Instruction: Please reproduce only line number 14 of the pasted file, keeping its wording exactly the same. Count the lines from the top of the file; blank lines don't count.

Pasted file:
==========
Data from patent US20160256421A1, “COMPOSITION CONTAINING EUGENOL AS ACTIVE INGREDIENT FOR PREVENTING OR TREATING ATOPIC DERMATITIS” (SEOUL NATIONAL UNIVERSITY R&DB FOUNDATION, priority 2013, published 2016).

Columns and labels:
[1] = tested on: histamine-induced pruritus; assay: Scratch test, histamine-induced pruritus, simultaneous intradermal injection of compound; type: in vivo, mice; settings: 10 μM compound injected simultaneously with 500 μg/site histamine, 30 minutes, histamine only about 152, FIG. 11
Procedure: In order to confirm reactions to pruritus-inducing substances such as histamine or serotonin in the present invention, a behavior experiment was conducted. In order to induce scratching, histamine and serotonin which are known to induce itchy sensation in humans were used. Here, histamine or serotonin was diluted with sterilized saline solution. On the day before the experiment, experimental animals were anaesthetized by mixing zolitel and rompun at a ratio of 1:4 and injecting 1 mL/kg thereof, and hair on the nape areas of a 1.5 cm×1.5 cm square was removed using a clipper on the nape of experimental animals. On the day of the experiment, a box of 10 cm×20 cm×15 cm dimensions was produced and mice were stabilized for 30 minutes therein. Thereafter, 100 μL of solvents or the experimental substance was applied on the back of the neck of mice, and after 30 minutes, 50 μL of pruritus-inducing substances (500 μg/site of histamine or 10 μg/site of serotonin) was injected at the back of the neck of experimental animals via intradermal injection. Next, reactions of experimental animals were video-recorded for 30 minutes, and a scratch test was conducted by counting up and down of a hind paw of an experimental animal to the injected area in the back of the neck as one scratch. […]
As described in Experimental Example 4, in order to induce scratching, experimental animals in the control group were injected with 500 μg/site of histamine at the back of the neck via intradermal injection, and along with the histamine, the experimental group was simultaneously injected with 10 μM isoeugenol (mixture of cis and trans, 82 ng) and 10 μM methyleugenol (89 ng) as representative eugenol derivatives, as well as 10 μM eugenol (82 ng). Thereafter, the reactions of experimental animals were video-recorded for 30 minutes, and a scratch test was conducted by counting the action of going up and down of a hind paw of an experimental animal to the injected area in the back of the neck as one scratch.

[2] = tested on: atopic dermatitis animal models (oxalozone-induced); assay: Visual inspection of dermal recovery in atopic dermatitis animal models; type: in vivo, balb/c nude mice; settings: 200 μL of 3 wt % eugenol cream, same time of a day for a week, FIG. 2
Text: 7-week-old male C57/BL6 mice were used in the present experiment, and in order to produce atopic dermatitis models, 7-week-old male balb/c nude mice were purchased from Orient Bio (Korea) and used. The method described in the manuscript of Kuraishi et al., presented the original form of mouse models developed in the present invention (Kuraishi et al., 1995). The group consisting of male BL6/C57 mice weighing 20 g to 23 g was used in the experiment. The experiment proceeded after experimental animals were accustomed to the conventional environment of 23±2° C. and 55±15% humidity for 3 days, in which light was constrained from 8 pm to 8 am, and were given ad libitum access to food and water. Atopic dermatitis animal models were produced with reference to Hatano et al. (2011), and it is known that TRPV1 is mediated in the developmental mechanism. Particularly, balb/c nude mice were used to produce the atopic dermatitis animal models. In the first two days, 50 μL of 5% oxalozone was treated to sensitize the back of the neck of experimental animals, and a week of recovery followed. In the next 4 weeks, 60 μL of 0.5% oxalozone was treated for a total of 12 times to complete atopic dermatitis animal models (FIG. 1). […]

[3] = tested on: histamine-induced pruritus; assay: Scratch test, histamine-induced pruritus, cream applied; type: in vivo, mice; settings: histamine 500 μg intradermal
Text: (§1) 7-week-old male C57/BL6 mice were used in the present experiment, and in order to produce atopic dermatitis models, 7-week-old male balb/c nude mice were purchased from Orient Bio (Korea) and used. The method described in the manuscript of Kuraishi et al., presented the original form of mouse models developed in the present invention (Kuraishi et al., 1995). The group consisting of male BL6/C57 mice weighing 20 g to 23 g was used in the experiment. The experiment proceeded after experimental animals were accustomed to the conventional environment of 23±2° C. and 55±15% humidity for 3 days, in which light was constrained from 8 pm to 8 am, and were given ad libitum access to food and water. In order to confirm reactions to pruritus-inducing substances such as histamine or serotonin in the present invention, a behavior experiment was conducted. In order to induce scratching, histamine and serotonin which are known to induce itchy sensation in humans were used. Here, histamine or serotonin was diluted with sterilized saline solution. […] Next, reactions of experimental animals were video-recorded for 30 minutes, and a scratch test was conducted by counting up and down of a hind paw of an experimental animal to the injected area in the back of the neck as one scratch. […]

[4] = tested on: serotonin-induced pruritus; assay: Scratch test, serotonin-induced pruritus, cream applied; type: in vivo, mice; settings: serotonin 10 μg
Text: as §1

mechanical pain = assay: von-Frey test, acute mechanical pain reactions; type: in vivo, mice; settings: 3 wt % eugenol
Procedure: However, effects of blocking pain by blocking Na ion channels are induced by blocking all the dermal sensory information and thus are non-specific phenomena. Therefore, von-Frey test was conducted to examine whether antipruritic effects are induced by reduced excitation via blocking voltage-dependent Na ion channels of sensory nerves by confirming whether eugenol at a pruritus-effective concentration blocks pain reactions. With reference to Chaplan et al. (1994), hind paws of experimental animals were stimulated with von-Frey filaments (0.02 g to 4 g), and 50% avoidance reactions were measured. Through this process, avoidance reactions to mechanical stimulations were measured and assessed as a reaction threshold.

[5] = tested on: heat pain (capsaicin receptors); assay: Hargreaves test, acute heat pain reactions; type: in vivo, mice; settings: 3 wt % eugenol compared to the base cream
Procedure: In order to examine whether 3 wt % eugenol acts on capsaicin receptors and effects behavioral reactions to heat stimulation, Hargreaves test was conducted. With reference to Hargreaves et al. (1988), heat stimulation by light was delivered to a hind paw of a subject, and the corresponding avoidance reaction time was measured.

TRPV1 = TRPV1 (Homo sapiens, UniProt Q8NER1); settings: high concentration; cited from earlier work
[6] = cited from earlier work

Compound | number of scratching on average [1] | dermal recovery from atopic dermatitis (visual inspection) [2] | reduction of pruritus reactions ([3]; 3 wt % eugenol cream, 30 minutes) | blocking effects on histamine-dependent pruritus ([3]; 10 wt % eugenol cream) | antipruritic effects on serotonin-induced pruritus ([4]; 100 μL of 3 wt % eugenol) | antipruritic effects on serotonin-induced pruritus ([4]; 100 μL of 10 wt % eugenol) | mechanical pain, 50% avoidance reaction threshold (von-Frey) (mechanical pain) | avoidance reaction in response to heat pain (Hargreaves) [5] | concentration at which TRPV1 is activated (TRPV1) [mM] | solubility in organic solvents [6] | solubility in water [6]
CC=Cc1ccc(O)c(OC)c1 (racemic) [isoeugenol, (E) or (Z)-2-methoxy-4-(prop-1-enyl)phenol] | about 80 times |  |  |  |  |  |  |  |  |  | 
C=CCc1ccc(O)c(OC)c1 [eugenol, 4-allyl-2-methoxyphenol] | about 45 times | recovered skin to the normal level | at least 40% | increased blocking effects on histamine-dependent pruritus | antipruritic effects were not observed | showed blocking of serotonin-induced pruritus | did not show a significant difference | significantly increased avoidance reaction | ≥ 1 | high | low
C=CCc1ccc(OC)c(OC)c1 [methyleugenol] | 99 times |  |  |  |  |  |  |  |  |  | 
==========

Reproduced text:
[5] = tested on: heat pain (capsaicin receptors); assay: Hargreaves test, acute heat pain reactions; type: in vivo, mice; settings: 3 wt % eugenol compared to the base cream